What are the social and economic impacts of this level of service?
Lindsay Miller: In my early days in broadband, I would often have to make the connection between broadband and community and economic development in my conversations on infrastructure. That is no longer the case – broadband and development are intricately intertwined.
That was the impetus, for instance, for one of Lit Communities’ engagements. The forward-thinking leaders of Medina County in northeast Ohio worked with local utility companies and other stakeholders to utilize their rescue plan money to expand their middle- and last-mile networks. Now, existing and potential new employers and a growing number of residential neighborhoods have choices around the level of broadband they need, plus a bonus: open application technology that, for instance, lets local healthcare providers offer educational and other services through the local ISP. There’s really no limit to what they can accomplish there. Or at least no limit imposed by inadequate internet service.
Lindsay Miller: The complexity of all of this is daunting, but I take comfort in knowing that none of us must do it alone. And really, you can’t.
There’s a lot of professional help out there. Companies like ours have the expertise to help assess the need and appetite for such services, access the funding, run the numbers, do the work, etc.. Plus, we know how to identify and engage the partners needed to create a successful P3 for a market if that’s the direction they choose to go. However, as one of my colleagues says, “communities are like snowflakes. No two are alike.”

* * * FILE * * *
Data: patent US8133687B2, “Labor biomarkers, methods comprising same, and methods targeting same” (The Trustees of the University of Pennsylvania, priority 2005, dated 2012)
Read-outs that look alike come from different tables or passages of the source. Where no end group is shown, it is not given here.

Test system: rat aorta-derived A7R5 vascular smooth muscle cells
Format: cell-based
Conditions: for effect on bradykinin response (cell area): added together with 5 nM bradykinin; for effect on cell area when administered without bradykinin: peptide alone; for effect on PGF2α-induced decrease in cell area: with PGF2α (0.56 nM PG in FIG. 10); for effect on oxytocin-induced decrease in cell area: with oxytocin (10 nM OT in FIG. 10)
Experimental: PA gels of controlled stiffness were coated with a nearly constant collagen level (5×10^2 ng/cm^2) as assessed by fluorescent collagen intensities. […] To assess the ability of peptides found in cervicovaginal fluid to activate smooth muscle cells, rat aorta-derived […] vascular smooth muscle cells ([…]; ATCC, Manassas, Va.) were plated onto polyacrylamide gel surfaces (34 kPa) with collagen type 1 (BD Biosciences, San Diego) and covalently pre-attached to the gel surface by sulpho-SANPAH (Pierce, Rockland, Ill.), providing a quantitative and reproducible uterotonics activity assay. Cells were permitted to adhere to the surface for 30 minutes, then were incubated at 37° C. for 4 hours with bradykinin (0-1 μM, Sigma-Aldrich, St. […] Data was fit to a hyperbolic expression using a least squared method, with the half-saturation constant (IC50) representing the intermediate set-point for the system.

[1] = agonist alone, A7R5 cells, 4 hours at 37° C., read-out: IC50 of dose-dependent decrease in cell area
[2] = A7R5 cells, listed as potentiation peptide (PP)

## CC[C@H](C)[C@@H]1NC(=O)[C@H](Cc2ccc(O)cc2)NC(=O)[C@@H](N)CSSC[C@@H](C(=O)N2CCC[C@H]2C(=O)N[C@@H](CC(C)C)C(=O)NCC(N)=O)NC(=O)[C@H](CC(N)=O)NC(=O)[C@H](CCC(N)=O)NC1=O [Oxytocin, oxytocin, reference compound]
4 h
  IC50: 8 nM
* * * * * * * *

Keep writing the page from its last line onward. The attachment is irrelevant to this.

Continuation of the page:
But there are commonalities and, it may sound trite, but I encourage folks to talk to one another. Talk to your peers in neighboring towns or similar communities elsewhere about their experience. Talk to their providers and yours. And engage your anchor institutions early, and thoughtfully in the process!
I’ve been in this space now for 15 years and I’m still constantly learning from my colleagues in the field – many of whom are SHLB members – and finding unique ways to partner to address local challenges. I learn from their best practices and mistakes, and share mine. Share yours. Eliminating our nation’s digital divides may in fact prove to be the most powerful way to bring us all together.